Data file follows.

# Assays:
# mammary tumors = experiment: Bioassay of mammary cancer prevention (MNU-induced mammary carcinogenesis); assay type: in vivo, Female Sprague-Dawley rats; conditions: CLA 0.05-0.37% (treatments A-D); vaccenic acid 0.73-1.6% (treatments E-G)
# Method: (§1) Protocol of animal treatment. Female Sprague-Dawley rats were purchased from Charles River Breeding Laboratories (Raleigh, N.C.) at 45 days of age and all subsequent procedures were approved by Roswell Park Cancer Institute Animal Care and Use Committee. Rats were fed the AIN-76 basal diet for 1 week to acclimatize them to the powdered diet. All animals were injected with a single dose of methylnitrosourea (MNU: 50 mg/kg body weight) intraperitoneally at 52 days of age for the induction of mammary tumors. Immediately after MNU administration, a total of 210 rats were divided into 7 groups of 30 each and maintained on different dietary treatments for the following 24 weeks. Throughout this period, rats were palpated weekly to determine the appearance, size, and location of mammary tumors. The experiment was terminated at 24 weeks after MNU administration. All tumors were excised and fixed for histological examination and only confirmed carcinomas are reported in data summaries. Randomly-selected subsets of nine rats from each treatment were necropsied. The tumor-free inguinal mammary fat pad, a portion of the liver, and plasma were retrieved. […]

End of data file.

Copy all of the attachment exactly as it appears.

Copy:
# Assays:
# mammary tumors = experiment: Bioassay of mammary cancer prevention (MNU-induced mammary carcinogenesis); assay type: in vivo, Female Sprague-Dawley rats; conditions: CLA 0.05-0.37% (treatments A-D); vaccenic acid 0.73-1.6% (treatments E-G)
# Method: (§1) Protocol of animal treatment. Female Sprague-Dawley rats were purchased from Charles River Breeding Laboratories (Raleigh, N.C.) at 45 days of age and all subsequent procedures were approved by Roswell Park Cancer Institute Animal Care and Use Committee. Rats were fed the AIN-76 basal diet for 1 week to acclimatize them to the powdered diet. All animals were injected with a single dose of methylnitrosourea (MNU: 50 mg/kg body weight) intraperitoneally at 52 days of age for the induction of mammary tumors. Immediately after MNU administration, a total of 210 rats were divided into 7 groups of 30 each and maintained on different dietary treatments for the following 24 weeks. Throughout this period, rats were palpated weekly to determine the appearance, size, and location of mammary tumors. The experiment was terminated at 24 weeks after MNU administration. All tumors were excised and fixed for histological examination and only confirmed carcinomas are reported in data summaries. Randomly-selected subsets of nine rats from each treatment were necropsied. The tumor-free inguinal mammary fat pad, a portion of the liver, and plasma were retrieved. […]